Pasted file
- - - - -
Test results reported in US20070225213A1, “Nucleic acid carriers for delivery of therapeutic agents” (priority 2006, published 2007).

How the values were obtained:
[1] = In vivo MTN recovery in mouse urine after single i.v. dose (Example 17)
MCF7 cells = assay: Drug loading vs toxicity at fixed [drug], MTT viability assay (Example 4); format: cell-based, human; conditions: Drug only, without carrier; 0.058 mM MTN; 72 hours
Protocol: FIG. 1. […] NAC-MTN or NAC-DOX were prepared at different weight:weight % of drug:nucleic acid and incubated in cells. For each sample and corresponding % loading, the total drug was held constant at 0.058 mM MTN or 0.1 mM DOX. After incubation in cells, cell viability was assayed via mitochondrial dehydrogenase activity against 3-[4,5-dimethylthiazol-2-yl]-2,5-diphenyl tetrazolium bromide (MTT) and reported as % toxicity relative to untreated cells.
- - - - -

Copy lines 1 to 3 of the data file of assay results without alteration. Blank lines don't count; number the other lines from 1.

Test results reported in US20070225213A1, “Nucleic acid carriers for delivery of therapeutic agents” (priority 2006, published 2007).

How the values were obtained:
[1] = In vivo MTN recovery in mouse urine after single i.v. dose (Example 17)